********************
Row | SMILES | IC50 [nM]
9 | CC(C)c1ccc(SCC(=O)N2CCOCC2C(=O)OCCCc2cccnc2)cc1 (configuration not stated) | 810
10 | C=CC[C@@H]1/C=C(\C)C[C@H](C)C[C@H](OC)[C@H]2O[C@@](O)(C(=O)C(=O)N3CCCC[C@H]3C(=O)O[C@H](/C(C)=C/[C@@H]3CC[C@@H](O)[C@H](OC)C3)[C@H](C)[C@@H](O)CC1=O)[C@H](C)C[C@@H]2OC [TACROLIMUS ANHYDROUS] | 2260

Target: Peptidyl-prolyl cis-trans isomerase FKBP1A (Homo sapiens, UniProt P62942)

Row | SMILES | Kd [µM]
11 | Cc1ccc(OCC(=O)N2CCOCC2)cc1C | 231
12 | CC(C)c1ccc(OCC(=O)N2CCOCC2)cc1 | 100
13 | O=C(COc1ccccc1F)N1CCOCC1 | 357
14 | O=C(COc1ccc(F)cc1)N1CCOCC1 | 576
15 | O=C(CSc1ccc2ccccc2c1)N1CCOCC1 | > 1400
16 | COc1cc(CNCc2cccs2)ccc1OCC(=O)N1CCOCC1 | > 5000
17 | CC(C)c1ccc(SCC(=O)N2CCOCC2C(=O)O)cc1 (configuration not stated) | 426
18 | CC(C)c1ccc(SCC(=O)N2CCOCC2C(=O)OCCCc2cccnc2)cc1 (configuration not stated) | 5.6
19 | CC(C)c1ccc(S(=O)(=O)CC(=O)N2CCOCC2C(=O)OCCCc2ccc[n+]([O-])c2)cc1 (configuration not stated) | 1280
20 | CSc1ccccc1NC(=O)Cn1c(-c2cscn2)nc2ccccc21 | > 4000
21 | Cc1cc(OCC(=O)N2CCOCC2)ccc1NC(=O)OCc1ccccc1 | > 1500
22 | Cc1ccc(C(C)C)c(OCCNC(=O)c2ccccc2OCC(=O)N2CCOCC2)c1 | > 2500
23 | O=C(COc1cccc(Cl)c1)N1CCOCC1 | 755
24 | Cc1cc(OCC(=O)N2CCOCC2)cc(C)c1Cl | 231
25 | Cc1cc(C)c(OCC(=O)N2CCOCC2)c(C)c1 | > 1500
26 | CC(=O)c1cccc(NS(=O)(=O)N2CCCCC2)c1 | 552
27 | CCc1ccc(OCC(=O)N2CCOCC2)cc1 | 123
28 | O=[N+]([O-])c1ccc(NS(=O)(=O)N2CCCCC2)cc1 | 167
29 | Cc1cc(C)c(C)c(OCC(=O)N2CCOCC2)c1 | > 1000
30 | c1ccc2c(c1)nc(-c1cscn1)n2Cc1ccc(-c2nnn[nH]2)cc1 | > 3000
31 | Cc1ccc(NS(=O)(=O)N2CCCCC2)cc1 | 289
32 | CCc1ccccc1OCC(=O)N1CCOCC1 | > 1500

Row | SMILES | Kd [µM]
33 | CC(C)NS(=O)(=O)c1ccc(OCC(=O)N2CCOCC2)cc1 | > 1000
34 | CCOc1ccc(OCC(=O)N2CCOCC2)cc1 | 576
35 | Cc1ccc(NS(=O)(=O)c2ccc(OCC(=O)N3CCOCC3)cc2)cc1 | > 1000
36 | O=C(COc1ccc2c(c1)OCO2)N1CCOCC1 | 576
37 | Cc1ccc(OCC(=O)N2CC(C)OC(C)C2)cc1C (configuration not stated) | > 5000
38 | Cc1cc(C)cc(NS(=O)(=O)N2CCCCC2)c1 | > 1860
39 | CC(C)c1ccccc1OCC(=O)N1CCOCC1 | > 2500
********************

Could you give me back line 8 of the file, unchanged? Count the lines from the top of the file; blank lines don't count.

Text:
13 | O=C(COc1ccccc1F)N1CCOCC1 | 357